I keep teaching because I love the questions themselves, difficult and frustrating though they may be. And though I’ve just met them, my students seem drawn to pursue higher education for the same reasons. They have questions. They want to see what others before them have thought and then think through those same questions with their peers. I think they know that the world will keep having questions for them—even when they become engineers, lawyers, accountants, nurses—or whatever economic role they assume. But for now, they want to wrestle with questions about the best way to live, for not to decide is not an option.
What can I offer my students, if not answers? Of course, there are some things that are empirical. There are topics I can explain, definitions or histories or strategies I can help students to understand. Students move through higher order thinking levels until the knowledge is their own and they can do something with it. But even Bloom’s taxonomy has at its highest level the verbs that have to do with creation: to generate, to devise, to plan, to prepare, to integrate. Once they know what the questions are, the students can live them, even love them, and let them propel what they create from their lives.
The course I am teaching is part of the university’s core curriculum. Core comes from the Latin word for “heart,” I told my students. The same Latin root, cor, gives us the word, courage, I added. Why might the courses at the heart of the university’s curriculum require courage? I inquired. It’s up to us to decide if we have the courage to accept what is challenging, they wrote. It takes courage to be uncomfortable, to be open, to adapt. With courage, we can pursue what is good for ourselves and others, one student said. It takes courage to stand up for what you believe, said another. Stepping into the unknown requires courage, they agreed. It takes courage to ask questions, to have faith.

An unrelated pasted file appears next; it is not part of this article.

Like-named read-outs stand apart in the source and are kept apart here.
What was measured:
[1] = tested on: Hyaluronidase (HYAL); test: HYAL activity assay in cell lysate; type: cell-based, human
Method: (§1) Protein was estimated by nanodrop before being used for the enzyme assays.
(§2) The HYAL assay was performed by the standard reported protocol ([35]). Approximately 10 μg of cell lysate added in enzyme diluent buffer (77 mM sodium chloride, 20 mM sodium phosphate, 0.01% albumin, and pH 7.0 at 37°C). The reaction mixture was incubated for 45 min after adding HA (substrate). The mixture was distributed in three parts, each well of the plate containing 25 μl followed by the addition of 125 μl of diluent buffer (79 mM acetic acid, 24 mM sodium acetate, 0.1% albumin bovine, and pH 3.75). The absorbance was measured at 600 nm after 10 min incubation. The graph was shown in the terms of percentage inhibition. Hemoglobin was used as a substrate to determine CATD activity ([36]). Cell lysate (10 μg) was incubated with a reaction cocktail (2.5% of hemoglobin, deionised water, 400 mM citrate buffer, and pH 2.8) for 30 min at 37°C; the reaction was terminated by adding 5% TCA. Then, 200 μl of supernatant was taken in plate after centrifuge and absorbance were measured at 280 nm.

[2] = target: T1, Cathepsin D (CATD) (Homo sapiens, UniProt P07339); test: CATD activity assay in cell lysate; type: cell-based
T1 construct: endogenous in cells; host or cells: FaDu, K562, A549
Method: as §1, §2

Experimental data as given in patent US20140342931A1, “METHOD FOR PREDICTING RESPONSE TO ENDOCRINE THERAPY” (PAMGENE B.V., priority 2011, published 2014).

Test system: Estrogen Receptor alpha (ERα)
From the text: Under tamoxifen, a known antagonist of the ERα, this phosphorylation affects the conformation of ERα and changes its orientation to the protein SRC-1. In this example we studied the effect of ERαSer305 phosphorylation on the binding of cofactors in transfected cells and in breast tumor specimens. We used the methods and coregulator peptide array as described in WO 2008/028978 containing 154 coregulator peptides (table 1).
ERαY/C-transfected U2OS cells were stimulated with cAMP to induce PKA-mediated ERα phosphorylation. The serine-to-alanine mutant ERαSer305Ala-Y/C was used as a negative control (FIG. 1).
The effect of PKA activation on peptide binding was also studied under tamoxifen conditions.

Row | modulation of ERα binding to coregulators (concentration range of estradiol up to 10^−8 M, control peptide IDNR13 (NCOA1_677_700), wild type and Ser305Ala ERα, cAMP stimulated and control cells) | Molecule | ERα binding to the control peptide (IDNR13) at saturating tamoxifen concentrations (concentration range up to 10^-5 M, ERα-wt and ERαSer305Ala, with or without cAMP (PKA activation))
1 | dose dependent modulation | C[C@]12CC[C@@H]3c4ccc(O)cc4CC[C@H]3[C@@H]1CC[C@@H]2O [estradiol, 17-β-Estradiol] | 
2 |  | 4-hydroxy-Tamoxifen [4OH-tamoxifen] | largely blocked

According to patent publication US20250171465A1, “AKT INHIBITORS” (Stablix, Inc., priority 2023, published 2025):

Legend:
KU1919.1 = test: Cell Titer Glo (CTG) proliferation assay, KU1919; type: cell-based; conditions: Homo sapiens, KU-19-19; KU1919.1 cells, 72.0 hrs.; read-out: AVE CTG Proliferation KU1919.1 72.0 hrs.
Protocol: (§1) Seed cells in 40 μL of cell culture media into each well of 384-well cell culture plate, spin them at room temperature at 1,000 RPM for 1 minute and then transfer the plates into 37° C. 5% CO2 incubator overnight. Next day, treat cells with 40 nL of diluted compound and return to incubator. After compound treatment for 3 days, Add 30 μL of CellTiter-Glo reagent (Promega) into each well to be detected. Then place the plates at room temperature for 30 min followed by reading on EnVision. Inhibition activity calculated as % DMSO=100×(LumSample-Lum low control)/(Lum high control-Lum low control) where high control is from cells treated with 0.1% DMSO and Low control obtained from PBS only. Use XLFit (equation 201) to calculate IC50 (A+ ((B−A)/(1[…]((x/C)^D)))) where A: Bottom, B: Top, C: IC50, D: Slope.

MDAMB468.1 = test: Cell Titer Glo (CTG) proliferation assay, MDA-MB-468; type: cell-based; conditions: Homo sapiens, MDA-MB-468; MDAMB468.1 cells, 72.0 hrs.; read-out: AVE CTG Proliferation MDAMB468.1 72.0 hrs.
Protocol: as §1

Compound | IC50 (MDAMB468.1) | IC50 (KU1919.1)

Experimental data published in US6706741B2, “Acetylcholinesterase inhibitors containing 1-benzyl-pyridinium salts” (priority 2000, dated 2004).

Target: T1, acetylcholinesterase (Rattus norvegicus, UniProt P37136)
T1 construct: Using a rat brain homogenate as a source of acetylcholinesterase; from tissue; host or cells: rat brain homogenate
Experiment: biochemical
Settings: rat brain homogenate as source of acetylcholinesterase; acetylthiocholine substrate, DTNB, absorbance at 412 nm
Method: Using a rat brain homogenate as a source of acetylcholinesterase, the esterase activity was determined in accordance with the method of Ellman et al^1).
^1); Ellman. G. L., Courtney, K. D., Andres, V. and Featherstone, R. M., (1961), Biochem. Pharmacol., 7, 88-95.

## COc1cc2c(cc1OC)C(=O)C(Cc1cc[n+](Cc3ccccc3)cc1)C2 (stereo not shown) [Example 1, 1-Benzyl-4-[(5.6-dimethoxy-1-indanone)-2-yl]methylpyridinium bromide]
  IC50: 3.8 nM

I’ve taught in several major cities—Chicago, New York City, and Philadelphia. After living and teaching in all of these places, I find myself back in my home state. It feels fitting to me that, as I settle into this career that I was made to do, I would do so where I grew up. In some ways the fact that I became a teacher, and the fact that I now find myself in New Jersey once again, remain minor mysteries to me. Perhaps this is because it was not my own will that brought me to any of these experiences and places. Perhaps it’s like Rilke says, and I have arrived closer to that “someday far in the future / you will gradually, without even noticing it / live your way into the answer.”
For me, at least part of the answer must be that the classroom is my home, and the world is my classroom. I can learn about the world, and keep asking questions about it by starting with the particular in my own home state. What is the best way to live? The best way to live is to be with others, asking questions, trying to live the answers with courage. And a classroom is a pretty good place to do all of those things.
Image credit: “Dartmouth College Campus” via Wikimedia Commons